To celebrate National Heritage Week 2021, the Marine Institute has launched a new Interactive Marine Archive. Two rare historical collections on Irish sea and inland fisheries have been digitised and made openly available and interactive.

The Interactive Marine Archive includes two collections, the Sea and Inland Fisheries reports from 1839 to 1987, and the Scientific Investigations collection, which spans from 1901 to 1926.

The Sea and Inland Fisheries reports consist of books published yearly, including important baseline fisheries data collected in Ireland from 1852 to 1987. This shows what fish were being taken from Ireland’s seas, where they were landed, and their values at market. It also covers any novel information for the years, such as boat licences and other exceptional industry news.

There are also records on annual fish catches per port and gear type for about 100 years, including information about the species and weight of fish caught, the type of boats and even who was working on the boats at the time.

The Scientific Investigation time series from 1901 to 1926 contains papers and journal articles on new scientific discoveries – such as how Maude Delap closed the lifecycle of the jellyfish, and the deep-sea documentations of Anne Massey.

“These reports contain valuable data about the pre-exploitation state of Irish fisheries,” said Stephanie Ronan, librarian at the Marine Institute. “Digitising these historical books, and extracting key information, enables these data to be visualised and explored, making them easily and widely accessible to researchers and the public today.”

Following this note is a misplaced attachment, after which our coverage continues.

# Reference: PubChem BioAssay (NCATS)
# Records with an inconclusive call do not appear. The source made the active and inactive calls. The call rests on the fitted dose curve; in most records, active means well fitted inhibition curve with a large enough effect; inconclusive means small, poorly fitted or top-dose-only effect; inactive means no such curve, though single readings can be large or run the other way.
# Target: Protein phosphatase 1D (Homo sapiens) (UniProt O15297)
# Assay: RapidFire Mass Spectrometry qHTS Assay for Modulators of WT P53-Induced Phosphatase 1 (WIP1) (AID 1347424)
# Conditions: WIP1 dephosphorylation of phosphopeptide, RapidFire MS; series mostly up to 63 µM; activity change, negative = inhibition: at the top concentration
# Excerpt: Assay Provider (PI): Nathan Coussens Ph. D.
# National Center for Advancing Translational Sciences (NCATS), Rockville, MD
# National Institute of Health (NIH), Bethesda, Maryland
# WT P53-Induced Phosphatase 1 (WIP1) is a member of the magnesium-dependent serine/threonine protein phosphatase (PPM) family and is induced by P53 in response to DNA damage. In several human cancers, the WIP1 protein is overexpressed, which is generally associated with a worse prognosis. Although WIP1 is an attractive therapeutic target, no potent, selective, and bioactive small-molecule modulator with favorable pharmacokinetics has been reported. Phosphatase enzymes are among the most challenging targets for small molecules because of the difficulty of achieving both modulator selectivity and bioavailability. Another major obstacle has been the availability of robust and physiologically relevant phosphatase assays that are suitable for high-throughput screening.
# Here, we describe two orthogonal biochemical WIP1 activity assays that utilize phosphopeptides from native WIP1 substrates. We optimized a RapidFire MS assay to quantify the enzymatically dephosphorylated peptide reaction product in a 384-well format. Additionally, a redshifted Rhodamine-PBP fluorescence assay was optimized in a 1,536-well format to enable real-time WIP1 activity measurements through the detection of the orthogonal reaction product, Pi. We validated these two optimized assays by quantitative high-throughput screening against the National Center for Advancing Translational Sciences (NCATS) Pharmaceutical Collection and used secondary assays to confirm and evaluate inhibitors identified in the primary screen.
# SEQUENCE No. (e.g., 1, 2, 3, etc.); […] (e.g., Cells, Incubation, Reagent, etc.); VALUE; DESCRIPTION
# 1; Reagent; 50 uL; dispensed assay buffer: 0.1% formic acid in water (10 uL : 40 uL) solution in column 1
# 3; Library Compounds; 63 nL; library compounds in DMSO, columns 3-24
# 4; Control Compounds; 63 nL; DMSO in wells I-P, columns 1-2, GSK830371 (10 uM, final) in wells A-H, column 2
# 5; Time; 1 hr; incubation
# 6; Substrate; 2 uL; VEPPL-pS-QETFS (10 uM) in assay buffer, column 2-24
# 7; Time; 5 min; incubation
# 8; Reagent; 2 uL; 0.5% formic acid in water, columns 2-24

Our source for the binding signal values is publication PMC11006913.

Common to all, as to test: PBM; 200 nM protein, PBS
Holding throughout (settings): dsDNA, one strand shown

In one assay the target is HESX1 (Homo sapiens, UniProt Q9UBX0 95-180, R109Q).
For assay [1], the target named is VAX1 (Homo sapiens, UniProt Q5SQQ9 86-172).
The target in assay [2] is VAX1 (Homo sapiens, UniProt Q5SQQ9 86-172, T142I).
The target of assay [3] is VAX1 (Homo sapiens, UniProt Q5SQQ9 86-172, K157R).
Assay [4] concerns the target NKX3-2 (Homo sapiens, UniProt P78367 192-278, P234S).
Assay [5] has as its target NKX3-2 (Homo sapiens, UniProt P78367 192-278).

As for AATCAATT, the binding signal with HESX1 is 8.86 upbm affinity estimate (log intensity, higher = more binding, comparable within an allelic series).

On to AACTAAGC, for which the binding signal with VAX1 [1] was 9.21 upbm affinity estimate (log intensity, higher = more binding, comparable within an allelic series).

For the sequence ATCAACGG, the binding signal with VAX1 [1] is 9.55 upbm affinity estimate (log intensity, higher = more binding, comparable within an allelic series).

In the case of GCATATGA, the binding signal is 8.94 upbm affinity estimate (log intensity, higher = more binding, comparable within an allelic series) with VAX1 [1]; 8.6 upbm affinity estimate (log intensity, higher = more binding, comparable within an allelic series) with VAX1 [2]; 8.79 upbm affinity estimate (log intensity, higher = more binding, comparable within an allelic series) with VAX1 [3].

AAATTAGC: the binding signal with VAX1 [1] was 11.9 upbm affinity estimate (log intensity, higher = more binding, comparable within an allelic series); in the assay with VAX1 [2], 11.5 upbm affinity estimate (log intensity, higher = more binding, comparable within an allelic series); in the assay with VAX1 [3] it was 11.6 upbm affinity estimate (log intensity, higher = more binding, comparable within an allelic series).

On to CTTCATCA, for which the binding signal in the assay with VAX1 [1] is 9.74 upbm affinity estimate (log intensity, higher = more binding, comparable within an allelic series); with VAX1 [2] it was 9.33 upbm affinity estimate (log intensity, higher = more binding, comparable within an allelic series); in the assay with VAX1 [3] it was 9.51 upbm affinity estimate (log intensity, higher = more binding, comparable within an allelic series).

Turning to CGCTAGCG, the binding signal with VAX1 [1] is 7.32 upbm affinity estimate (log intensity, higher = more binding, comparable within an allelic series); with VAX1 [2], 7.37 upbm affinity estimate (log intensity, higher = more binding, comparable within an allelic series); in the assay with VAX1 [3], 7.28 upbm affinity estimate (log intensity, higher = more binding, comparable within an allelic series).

“It is only in examining the past, and beginning our journey of discovery with the appropriate baseline data, that we can offer advice on the impacts of climate change and fishing to government. For example, the work done 100 years ago on the herring fisheries in Ireland – which yielded tens of thousands of tonnes annually, while today the yields are in the mere hundreds of tonnes – shows the impacts that climatic changes had even then,” said Dr Maurice Clarke, marine ecosystems lead at the Marine Institute.

An interactive timeline allows you to travel through 150 years of Irish fisheries history and see some of the highlights for each year from the Sea and Inland Fisheries reports and Scientific Investigations series. The Interactive Marine Archive also includes annual landing data for species such as cod, haddock and salmon.

You can also explore the work and achievements of many of the key scientists in Ireland, such as Ernest Holt, George Farran, Arthur Went and the Marine Institute’s John Molloy (1940), and find out more about the vessels that supported Irish fisheries research through the years, from the 150ft steam liner Helga, used in 1901, to the Marine Institute’s present-day RV Celtic Explorer and RV Celtic Voyager.

The project was funded under the EMFF Marine Biodiversity Scheme.

To access the Interactive Marine Archive, click here.

This story was taken from the latest issue of Fishing News. For more up-to-date and in-depth reports on the UK and Irish commercial fishing sector, subscribe to Fishing News here or buy the latest single issue for just £3.30 here.


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